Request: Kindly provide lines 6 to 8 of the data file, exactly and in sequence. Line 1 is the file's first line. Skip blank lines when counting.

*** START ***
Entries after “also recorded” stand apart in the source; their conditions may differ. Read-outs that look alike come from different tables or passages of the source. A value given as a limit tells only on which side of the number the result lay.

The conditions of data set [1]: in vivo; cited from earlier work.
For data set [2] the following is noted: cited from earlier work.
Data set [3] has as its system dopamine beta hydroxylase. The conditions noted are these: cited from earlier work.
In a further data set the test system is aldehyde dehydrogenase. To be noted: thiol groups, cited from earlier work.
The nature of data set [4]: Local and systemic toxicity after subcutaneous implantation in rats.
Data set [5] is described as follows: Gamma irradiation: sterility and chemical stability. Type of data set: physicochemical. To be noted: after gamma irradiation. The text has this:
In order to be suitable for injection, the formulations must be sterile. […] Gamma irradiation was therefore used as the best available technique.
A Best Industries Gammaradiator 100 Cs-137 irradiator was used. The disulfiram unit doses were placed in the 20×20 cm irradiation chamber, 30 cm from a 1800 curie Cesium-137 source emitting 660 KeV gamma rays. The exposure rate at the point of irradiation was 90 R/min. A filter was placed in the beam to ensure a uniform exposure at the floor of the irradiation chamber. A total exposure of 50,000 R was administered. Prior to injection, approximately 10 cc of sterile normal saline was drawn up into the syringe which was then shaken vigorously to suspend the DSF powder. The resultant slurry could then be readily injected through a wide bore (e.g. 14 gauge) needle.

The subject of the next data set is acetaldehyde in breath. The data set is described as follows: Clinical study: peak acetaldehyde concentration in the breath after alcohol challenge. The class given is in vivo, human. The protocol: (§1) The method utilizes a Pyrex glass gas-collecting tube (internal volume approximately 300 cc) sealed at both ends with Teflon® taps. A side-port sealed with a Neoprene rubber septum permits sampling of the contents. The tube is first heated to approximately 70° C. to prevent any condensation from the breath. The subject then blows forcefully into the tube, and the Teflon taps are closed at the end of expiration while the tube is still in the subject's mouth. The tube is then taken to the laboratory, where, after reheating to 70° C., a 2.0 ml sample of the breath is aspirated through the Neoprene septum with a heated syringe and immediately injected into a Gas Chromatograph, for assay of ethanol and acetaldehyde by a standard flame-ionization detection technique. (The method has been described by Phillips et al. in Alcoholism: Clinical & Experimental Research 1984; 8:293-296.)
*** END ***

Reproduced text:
The nature of data set [4]: Local and systemic toxicity after subcutaneous implantation in rats.
Data set [5] is described as follows: Gamma irradiation: sterility and chemical stability. Type of data set: physicochemical. To be noted: after gamma irradiation. The text has this:
In order to be suitable for injection, the formulations must be sterile. […] Gamma irradiation was therefore used as the best available technique.